February 7, 2017

Public Health & Healthcare Preparedness
Hospital Preparedness Program - Public Health Emergency Preparedness Cooperative Agreement.
This funding opportunity announcement is intended to support the US public health and healthcare systems' ability to prepare for and to respond effectively to public health emergencies within the United States and associated territories and freely associated states. HPP and PHEP awardees are expected to use their cooperative agreement funding to build and sustain their public health and healthcare preparedness capabilities, ensuring that federal preparedness funds are directed to priority areas within their jurisdictions as identified through their strategic planning efforts.  (Grants.gov, 2/3/17)
Knowledge, Attitudes, and Practices Regarding Yellow Fever Vaccination Among Men During an Outbreak - Luanda, Angola, 2016.
During April 23-25, 2016, a knowledge, attitudes, and practices rapid assessment was administered by CDC researchers to men at 10 sites in the four municipalities of Luanda with the greatest number of confirmed cases.  (CDC, 2/3/17)
Resilience AmeriCorps: Helping Communities Better Manage the Unavoidable and Avoid the Unmanageable.
Partnerships among public health professionals and agencies and private entities like non-profits, businesses, or community organizations, are not only a key strategy in advancing national health security, they are also a way to increase the visibility and viability of public health projects, reducing development risk, mobilizing underused resources, and increasing overall cost effectiveness in the process.  (ASPR, 2/2/17)
Zika Virus Protection by a Single Low-Dose Nucleoside-Modified mRNA Vaccination.
NIAID researchers demonstrate that a single low-dose intradermal immunization with lipid nanoparticle-encapsulated nucleoside-modified mRNA (mRNA-LNP) encoding the pre-membrane and envelope (prM-E) glycoproteins of a 2013 ZIKV outbreak strain elicited potent and durable neutralizing antibody responses in mice and non-human primates.  (Nature, 2/2/17)

Toxin Mediates Sepsis Caused by Methicillin-Resistant Staphylococcus epidermidis.
While it has been commonly believed that invariant structures on the surface of CNS trigger sepsis by causing an over-reaction of the immune system, NIAID scientists show here that sepsis caused by methicillin-resistant S. epidermidis is to a large extent mediated by the methicillin resistance island-encoded peptide toxin, PSM-mec.  (PLOS Pathogens, 2/2/17)

Strengthening the Links in Disaster Supply Chain Management.
When you are responding to a pandemic flu outbreak, you don't just need a safe and effective vaccines and antivirals - you also need syringes and other medical supplies so that they can be administered.  Sounds simple, but supply chain issues caused serious problems during the responses to the H1N1 influenza outbreak, Hurricane Sandy, and Ebola.  (ASPR, 2/1/17)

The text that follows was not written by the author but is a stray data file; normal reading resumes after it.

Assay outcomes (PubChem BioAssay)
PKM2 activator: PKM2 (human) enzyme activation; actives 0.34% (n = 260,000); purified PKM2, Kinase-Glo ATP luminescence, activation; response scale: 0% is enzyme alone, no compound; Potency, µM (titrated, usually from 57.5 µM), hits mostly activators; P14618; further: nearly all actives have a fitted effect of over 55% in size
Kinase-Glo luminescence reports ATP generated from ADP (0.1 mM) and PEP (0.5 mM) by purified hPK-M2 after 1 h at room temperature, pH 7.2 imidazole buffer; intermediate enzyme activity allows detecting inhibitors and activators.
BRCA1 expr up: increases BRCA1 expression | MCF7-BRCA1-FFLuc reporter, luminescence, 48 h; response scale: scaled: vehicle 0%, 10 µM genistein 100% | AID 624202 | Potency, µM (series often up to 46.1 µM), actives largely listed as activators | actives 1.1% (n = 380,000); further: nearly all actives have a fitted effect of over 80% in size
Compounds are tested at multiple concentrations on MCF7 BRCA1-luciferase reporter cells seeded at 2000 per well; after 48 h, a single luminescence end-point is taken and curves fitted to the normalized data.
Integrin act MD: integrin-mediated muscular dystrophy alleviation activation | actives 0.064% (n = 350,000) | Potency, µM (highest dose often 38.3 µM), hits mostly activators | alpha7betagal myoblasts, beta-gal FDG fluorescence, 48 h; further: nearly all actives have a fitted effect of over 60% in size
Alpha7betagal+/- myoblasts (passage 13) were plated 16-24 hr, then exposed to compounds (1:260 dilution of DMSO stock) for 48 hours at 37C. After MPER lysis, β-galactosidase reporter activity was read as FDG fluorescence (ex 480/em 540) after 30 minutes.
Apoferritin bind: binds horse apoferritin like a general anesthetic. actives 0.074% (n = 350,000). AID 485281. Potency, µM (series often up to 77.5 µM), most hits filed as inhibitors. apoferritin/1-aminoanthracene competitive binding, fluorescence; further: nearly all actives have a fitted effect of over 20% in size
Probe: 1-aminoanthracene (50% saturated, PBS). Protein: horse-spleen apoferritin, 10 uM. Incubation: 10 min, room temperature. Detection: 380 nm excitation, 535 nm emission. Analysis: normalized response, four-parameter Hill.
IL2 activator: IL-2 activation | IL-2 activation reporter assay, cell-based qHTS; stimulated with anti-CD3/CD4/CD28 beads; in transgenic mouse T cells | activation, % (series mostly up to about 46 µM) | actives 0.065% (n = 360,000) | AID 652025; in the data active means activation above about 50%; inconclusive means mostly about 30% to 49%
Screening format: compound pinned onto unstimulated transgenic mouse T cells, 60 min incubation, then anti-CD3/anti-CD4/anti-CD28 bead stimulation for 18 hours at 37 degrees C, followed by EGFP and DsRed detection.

Omnibus BAA for Biodefense, Radiation Exposure Countermeasures.
The BAA -- expected to be formally released by NIAID on February 21, 2017 -- supports research related to the basic understanding of microbiology and immunology leading to the development of vaccines, therapeutics, and medical diagnostics for the prevention, treatment, and diagnosis of infectious and immune-mediated diseases.  (Global Biodefense, 2/1/17)
Trump Immigration Ban Upends International Work on Disease.
Diseases don't respect borders, laws or walls. And efforts to combat them rely on networks of scientists to detect outbreaks early, understand how the diseases operate and then intervene. Researchers say that President Donald Trump's travel ban challenges that process, putting the United States at risk.  (Nature, 2/1/17)
International Exchange and American Medicine.
Over the past 50 years, the U.S. biomedical research enterprise has benefited greatly from the ideas, creativity, ingenuity, and drive of international medical graduates and other non-U.S. nationals engaged in biomedical research. It is well known that a large proportion of the most talented and productive research trainees come from abroad.  (New England Journal of Medicine, 2/1/17)
Beat Foodborne Illness this Super Bowl.
As excitement for this year's Super Bowl grows, the United States Department of Agriculture (USDA) encourages consumers to use safe food handling practices at a championship level and avoid becoming one of the estimated 48 million Americans who gets sick from foodborne illnesses each year.  (USDA, 1/31/17)
Congress Needs to Act Now to Prevent Another Biodisaster Like Anthrax, Zika.
In December, the president signed into law the 2017 National Defense Authorization Act (NDAA). Each year, the NDAA authorizes activities at the Department of Defense and for other national defense programs. Tucked among the nearly 1,000 pages of this year's bill is a critical provision that implements a major recommendation of the bipartisan Blue Ribbon Study Panel on Biodefense: the development of a strategy and implementation plan for national biodefense.  (The Hill, 1/30/17)